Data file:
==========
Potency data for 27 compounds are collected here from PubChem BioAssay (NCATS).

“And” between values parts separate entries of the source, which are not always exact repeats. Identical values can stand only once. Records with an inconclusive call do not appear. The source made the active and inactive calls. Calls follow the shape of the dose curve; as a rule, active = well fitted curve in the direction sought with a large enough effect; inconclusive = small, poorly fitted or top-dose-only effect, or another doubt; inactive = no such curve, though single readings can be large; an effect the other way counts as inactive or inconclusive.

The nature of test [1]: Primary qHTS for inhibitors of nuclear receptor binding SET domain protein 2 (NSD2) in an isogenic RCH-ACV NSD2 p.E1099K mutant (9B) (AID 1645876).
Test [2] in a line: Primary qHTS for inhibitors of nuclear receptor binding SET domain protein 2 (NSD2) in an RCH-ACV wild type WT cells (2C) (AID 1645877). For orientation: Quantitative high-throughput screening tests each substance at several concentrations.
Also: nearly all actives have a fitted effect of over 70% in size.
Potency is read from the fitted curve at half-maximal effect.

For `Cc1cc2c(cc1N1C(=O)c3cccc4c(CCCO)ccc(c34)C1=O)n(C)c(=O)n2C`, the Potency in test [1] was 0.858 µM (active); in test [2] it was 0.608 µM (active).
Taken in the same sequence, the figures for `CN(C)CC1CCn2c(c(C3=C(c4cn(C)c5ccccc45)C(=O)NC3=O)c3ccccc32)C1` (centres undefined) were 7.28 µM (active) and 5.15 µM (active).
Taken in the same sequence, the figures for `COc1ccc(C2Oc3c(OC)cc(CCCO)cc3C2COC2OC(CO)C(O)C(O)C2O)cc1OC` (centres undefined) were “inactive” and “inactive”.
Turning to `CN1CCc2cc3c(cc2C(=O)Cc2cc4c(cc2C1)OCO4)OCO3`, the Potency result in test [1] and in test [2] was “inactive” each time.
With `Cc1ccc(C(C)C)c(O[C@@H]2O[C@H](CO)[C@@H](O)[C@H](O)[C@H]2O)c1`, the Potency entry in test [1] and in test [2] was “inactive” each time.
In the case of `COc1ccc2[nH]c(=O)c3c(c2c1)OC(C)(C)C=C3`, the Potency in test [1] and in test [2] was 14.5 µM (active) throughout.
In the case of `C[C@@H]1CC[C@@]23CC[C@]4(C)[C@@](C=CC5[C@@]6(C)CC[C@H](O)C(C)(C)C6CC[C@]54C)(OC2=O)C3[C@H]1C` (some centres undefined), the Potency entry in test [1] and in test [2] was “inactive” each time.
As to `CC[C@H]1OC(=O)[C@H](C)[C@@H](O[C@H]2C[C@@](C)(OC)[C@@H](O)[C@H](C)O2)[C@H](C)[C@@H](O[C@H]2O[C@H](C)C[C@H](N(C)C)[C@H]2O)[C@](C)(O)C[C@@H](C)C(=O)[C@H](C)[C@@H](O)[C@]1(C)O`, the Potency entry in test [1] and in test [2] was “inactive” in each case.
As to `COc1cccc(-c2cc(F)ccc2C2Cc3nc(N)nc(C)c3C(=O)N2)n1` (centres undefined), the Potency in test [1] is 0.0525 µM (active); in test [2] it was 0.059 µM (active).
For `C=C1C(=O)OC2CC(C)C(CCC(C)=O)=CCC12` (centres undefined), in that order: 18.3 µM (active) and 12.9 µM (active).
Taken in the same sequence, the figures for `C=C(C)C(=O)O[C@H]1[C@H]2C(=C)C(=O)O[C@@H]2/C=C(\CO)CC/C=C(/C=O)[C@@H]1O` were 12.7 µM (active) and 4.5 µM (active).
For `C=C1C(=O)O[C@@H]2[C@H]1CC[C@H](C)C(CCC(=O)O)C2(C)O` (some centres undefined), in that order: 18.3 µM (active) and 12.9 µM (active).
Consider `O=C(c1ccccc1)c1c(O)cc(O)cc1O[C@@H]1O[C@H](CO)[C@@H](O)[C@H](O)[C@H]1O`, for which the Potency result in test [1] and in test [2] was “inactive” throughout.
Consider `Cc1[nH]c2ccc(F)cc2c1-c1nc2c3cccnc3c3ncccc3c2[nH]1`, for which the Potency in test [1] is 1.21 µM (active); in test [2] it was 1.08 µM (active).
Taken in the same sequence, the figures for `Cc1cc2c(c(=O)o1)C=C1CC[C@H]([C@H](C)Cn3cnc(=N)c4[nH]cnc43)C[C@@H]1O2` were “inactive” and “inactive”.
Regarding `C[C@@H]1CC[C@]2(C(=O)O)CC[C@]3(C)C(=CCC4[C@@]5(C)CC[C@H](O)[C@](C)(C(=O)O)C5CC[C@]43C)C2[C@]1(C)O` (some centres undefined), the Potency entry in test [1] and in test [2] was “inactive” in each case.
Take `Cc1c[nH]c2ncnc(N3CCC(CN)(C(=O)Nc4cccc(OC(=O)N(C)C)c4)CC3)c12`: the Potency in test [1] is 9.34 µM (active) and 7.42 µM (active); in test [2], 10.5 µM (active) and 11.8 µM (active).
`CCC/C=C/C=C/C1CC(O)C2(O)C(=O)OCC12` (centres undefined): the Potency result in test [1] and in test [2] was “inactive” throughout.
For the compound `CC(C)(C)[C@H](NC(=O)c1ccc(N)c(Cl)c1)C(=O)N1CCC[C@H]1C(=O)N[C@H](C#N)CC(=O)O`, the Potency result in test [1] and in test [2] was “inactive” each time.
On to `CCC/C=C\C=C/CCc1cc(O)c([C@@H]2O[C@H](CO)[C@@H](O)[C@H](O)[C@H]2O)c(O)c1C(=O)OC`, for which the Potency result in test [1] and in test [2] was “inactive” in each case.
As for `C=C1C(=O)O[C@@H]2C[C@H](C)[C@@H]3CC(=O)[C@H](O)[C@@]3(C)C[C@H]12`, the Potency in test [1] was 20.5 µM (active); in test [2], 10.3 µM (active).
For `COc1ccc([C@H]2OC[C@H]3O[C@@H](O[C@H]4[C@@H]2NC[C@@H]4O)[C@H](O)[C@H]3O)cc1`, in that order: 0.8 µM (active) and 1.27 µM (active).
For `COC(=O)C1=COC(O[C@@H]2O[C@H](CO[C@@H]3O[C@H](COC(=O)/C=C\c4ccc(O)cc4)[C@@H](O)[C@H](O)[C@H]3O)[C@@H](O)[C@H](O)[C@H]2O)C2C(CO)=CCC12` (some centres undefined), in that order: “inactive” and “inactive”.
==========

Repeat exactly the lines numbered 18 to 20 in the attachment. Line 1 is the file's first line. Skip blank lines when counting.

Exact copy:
For `C=C1C(=O)O[C@@H]2[C@H]1CC[C@H](C)C(CCC(=O)O)C2(C)O` (some centres undefined), in that order: 18.3 µM (active) and 12.9 µM (active).
Consider `O=C(c1ccccc1)c1c(O)cc(O)cc1O[C@@H]1O[C@H](CO)[C@@H](O)[C@H](O)[C@H]1O`, for which the Potency result in test [1] and in test [2] was “inactive” throughout.
Consider `Cc1[nH]c2ccc(F)cc2c1-c1nc2c3cccnc3c3ncccc3c2[nH]1`, for which the Potency in test [1] is 1.21 µM (active); in test [2] it was 1.08 µM (active).